1.5

Dysentery – Fragments Review

Dysentery – Fragments Review

“If you’re a trve olde fan of AMG, you probably remember when the scores used to be at the top of the review alongside an amusing blurb. While I prefer the current format, it’s moments like these where I miss the ways of olde because our editors would’ve had a field day with Boston metal band Dysentery’s latest record Fragments.” Yes, yes we would.

Genghis Khan – Genghis Khan Was A Rocker Review

Genghis Khan – Genghis Khan Was A Rocker Review

“First off, let’s get one thing straight: Genghis Khan was, in all likelihood, not a rocker. He was many things — military genius, emperor, conqueror of many lands, and guy who killed a shitload of people. It’s possible that some of those things kind of rock, although the surviving populations of Russia, China, and the Middle East may beg to differ. Regardless, Khan lived many centuries before western music even existed, and there’s no evidence of him liking rock or metal. Anyways…so yeah, Genghis Khan the band. These guys are an Italian trio playing what could loosely be called ‘power metal.'” Mr. Fisting loves his world history and has some issues with this Italian trio’s debut album and its historical inaccuracy. Forget the wrath of Khan, this is the wrath of Fisting!!

Lustre – Wonder Review

Lustre – Wonder Review

“It was about five years ago that I heard Lustre‘s very first EP, Serenity, and it wasn’t awful I suppose. It was incredibly soft as black metal goes, to the point where I wouldn’t even call it black metal any more. It had a very prominent keyboard melody over the top of the “black metal” and just went on and on, but since the melody was good it didn’t feel too overlong. Where I didn’t really enjoy the EP all that much, I did see some kind of potential if the dude actually worked towards evolving his songwriting past the *cough* “hypnotic” structure, in which he steals Burzum‘s flair for repetition and forgets everything that makes repetition actually work. Five years later I check out his latest recording and it’s pretty much as dreadful as it possibly could be. What on earth happened?” Noctus unleashed a vicious indictment againt the lack of progression by a black metal act and in related news, water is still wet.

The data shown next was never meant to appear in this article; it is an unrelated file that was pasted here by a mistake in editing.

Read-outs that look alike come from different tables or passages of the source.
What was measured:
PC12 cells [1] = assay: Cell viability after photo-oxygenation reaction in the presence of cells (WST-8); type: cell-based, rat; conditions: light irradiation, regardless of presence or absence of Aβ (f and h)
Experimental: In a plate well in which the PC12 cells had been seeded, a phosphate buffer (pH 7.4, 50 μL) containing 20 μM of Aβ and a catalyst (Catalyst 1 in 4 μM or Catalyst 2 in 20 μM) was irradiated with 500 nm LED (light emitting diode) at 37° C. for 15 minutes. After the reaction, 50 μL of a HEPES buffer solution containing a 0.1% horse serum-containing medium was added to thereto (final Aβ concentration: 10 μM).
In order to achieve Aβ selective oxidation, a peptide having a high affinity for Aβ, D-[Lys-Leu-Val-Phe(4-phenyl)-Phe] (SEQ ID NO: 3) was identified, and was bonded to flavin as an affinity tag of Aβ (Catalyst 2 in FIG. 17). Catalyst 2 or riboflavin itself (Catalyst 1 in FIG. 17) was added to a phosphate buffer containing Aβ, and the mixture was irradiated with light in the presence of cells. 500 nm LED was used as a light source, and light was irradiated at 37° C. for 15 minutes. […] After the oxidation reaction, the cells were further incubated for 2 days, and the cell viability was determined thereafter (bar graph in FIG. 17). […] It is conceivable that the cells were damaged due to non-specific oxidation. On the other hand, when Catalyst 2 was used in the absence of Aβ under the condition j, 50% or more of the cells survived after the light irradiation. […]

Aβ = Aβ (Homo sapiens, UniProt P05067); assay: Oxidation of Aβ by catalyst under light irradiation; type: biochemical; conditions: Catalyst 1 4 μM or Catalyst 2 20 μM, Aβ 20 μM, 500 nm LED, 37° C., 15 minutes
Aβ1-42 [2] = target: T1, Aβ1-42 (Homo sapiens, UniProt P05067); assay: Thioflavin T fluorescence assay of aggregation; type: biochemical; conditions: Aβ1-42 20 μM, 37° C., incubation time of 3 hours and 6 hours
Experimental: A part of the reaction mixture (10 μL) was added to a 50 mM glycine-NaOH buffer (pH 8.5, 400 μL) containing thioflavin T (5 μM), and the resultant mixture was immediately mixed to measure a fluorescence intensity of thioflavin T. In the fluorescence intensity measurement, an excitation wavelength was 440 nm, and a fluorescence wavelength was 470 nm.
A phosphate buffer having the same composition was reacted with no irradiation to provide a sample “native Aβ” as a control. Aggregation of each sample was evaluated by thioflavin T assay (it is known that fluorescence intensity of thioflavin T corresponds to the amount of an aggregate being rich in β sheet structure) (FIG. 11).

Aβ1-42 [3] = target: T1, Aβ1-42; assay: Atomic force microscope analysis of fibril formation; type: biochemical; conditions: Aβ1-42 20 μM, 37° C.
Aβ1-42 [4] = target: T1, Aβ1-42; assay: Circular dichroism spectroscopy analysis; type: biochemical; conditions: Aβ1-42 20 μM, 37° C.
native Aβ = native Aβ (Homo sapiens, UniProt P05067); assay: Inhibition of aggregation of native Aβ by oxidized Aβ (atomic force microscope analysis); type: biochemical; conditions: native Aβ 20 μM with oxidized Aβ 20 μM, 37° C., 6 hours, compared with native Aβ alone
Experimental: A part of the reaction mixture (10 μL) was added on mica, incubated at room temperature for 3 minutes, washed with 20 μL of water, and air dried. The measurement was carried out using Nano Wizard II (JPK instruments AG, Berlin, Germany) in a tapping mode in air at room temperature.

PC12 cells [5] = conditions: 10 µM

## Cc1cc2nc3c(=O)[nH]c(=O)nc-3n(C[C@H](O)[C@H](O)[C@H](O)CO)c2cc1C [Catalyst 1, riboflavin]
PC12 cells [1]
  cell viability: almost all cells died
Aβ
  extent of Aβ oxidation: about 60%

Megadeth – Super Collider Review

Megadeth – Super Collider Review

“I know we at AMG have had our issues with Dave Mustaine in the past and God knows we’ve certainly had our problems with a good portion of his band’s recorded output in recent years, but I still root for the guy on some level. After all the drama, drugs, depression and divahood, the man still helped invent thrash and put Metallica on the map before going on to release some seriously awesome albums on his own. That being said, it really seems as if he’s given up on releasing quality music since 2009s Endgame.” Can Dave right the ship and return to his thrash glory days, or is it time to foreclose on his dream of Megadeth remaining relevant?

Heartless – Certain Death Review

Heartless – Certain Death Review

“This hardcore punk band is right. Death is the horizon beyond which one cannot see, but the Heidegger-ish album title would be more impactful if the song lyrics actually related to the German existentialist’s philosophy.You see, this Pittsburgh group has lyrics dripping with the stale venom of bitter angst, which seems to be directed at society. (What’s new, right?) But Happy Metal Guy isn’t too sure about that, because the lyrics are too cryptic for anyone’s good. If you want your audience to attempt to understand your point of view, at least string together a bunch of more coherent phrases.” Happy Metal Guy is fine with German existentialism, providing you don’t screw him over with shitty lyrics. The man has standards after all!

Kaledon – Altor: The King’s Blacksmith Review

Kaledon – Altor: The King’s Blacksmith Review